I could say that this book could’ve used a whole lot of trimming but I’d be lying. Every peeled layer, every single disturbing revelation, and every single treachery Bitterblue discovered were necessary, I thought, to what Ms. Cashore was trying to achieve here. Among other things, this book is about Bitterblue and what kind of person she’d become – who she was and how deep of an impact of having a demented pyscho for a father would have on someone like her. Granted that it was intelligently written and very generous with information, but the fact of the matter is, this book lacked the pulse-racing adventures of Graceling and Fire. Other than the spectacular bridges that Leck had built and the hidden doorways which led to more secret passages, the world building was nothing special – a prototype based on this genre. 

Disappointments aside, I think that Ms. Cashore did her best to make this novel as easy to digest as possible. But for simple readers like me, I’m ashamed to admit that I bypassed talks of ciphers and often wasn’t able to follow the intricate webs of lies and betrayals plaguing Bitterblue’s kingdom. While I can appreciate the complications of a good mystery in a fantasy novel (see Froi of the Exiles), I had a difficult time enjoying this element of Bitterblue. It was convoluted and much too…exhausting for this reader.
The legacy of Leck’s reign was that it was difficult to decipher what was the truth and what was made up. His presence was still palpable even though he was dead. It seemed like her people was still under his fog. Kristin wrote this so well that I couldn’t separate myself from the actual truth that he was dead. In the same token, Bitterblue’s confusion about the amount of crazies in her kingdom drove me…well, just as crazy. I’m not sure if it was lack of organization or she meant to leave her readers in the same crazy spell as I’d imagined Monsea’s people would’ve been under Leck’s ruling.  All I can say is, I had a hard time of it.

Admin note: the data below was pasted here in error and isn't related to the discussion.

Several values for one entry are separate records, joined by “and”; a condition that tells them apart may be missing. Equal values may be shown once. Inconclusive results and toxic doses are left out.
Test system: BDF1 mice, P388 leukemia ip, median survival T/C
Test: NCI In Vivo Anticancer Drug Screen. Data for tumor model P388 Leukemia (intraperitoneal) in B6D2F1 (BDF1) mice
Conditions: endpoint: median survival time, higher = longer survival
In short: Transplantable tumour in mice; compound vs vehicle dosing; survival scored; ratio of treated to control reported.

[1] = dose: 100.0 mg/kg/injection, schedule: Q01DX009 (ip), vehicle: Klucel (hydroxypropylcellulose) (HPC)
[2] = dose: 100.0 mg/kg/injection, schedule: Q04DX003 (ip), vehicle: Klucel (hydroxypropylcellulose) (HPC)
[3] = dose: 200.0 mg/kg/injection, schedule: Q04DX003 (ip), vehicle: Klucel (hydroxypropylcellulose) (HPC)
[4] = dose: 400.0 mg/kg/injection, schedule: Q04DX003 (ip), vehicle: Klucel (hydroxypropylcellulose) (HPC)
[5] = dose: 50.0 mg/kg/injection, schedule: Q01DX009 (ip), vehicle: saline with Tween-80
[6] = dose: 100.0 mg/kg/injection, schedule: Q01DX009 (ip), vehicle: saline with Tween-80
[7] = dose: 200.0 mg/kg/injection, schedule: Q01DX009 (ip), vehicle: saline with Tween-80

The challenge that I face while writing this review stems from the fact that while Bitterblue was written incredibly, amazingly, predictably well, I can’t overlook the fact it wasn’t the epic fantasy that I’ve been expecting. And while I’m not an expert judge on what a good fantasy novel should be, I, however, have my own version of it. I need swordfights, men on horses, romance and conquering worlds unknown. Yes, Bitterblue have some of those but it was on the mild side bordering on non-existent. I was even more disappointed for the lack of romance. I just needed more.

Am I being generous for the four star rating? Perhaps. Call me out on being an inconsistent book rate-r, but I can’t discredit Bitterblue for its complexities and the writer’s unapologetic writing. I admit that giving this such a rating is a contradiction of my policies but heck, despite the challenges I faced finishing this book, I am still in awe of Ms. Cashore’s talents.

VERDICT: Bitterblue was a difficult read – in more ways than one. Be forewarned that Leck’s crimes and madness were described vividly though not explicitly. My take on Bitterblue? It was intense, powerful, challenging and most importantly, disturbing.